Anyone finding it tough to squash ANTs, focus on slow talk, and maintain your train of thought while having a conversation? I’m finding it a bit challenging. Wondering if it gets easier with time?
Let’s look at it another way. Do you think it should be easy?
Personally, I’d want it to be easy/easier. Who wouldn’t? In my case it was 30 years of developing social anxiety and it becoming more severe. Worried about looking nervous in front of others in any moment, small conversations a problem, big center of attention situations a problem, silly anything anywhere stuff a problem. 30 years of getting my mind to function that way quite well, quite irrationally and awfully well at tormenting myself.
Well then I found the therapy and started. It wasn’t easy. I’d say it actually is a sort of pain or exhaustion in the brain to try to change it, to make it behave differently than it wants to. It took time. Plenty of time. Things got better, sometimes quickly, sometimes slowly. Sometimes setbacks, but things gradually got better, and yes, easier with time. I had my own ups and downs, but at least I did stick with the therapy. I think I owe my current mindset to that. I owe being able to identify and stop ants, and thus not having as many… being able to slow down and focus more… being able to be myself in conversations… not getting caught up in worries or nonesense… I owe that to the therapy, and again - it took time.
Your topic is good for us all to remember. No matter how rational we can be with knowing that it will take time, we don’t want it to take time. We’re frustrated now. You’re pressuring yourself now. It may get old to hear this, it may not be what you want to hear, but remember that this pressure or these expectations are not helpful, not realistic. Try to stop that line of thought, try to stop those ANTs just as you would others.
Thanks and agree with your feedback Mateo. No expectations that this will be easy. I’ve learned after dealing with SA for decades now this it takes time and persistence (albeit gentle) to make progress. Was more curious about others keeping their train of thought during conversations while focusing on slow talk and catching ANTs. These are the situations where they start crawling out of the woodwork for me. “What is the other person thinking? Am I saying something stupid?” etc… at this point I start to lose what I was saying which adds to the anxiety.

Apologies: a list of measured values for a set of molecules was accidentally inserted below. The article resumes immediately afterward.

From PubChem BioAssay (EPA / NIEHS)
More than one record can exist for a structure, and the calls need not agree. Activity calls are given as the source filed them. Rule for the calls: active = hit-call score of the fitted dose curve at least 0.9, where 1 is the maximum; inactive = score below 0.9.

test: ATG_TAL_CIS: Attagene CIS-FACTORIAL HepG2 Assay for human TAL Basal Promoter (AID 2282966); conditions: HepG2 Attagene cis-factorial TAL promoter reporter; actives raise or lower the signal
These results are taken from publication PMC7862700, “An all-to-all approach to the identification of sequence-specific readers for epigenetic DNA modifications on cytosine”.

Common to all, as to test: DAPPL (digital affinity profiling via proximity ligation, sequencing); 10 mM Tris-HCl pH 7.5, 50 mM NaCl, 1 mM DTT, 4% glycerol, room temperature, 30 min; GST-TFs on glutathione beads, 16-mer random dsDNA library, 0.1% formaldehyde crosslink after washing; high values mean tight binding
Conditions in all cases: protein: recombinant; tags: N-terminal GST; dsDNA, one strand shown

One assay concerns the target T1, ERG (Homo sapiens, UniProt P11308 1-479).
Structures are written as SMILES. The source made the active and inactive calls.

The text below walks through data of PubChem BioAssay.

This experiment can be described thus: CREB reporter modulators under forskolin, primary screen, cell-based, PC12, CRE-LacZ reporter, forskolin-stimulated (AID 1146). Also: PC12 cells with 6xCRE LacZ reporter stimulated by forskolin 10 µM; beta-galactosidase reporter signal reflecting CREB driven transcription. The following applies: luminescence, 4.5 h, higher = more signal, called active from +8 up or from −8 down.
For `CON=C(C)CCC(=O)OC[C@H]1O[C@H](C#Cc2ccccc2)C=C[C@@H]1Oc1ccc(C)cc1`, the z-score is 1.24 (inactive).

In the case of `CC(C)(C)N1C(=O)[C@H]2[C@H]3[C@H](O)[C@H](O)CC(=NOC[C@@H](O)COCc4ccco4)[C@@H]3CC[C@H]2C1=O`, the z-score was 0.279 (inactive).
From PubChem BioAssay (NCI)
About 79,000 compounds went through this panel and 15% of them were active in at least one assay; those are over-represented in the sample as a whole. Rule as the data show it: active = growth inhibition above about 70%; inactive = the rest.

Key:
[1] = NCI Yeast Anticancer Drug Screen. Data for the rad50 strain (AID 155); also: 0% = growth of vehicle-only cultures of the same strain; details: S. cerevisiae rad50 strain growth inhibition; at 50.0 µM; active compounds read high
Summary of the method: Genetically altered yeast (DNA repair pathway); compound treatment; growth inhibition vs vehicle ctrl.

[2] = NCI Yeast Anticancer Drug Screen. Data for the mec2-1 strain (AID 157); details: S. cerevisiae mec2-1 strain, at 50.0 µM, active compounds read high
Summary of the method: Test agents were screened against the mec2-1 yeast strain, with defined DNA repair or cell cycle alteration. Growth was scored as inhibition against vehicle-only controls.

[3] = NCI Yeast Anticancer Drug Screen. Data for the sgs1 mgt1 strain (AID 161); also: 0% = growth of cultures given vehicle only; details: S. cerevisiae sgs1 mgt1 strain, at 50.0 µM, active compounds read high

There are many comments / threads on your topic - this idea of how to focus outwardly, slow talk, slow down, while in conversations and in the moment of anxiety - and how to keep it all “together”. I suggest you read what others have posted on this just to get a feel for different people going through the same situation.
The answer again is that you perhaps cannot do all that you say. And certainly you can’t because you’re still full of ANTs. We practice therapy at home consistently and persistently so that it becomes more accessible when we need it in the outside world, in these situations. You have to do this therapy habit a lot before you start being able to tap into it, so that it can be realized in the moment. Do not expect it to just happen in the moment after a relatively short time of therapy. REMEMBER - you’re in session 3, only.
I’d recommend to keep practicing Slow Talk, calming down and slowing down. We all need this more than we think and this is such a crucial part of being able to control our emotions and adrenaline. Practice slowing and calming down every day.
What is the other person thinking - ANT. Am I saying something stupid - ANT. Of course you probably know that. So make that a daily part of your therapy to tell yourself in a general way about mingling and small talk that you will have ANTs and you choose not to believe them. But again, do not expect to become perfect at this at this stage. YOU’VE JUST STARTED. So, why put all that pressure on yourself to line up all the ducks perfectly in a row and breeze right through this? Impossible. We haven’t even gotten to those points in the therapy yet, if my memory serves.
Great advice. Thank you!
I have been occupied over many weeks with reviewing the therapy series. As I was reviewing a session just now, it brought me back to think about this post here.
Many posts lately, and often new users of the series will have the same set of questions. I do encourage looking over the questions already asked and answered. There’s a lot of good stuff to read from many different folks who have gone before you. But, I do encourage you to also ask. That is proactive. Posting on a community discussion forum can be very proactive for all of us - you know exactly what and why I say this. I don’t think I need to explain why to a group of people who know well what SAD does to us, how it controls our habits.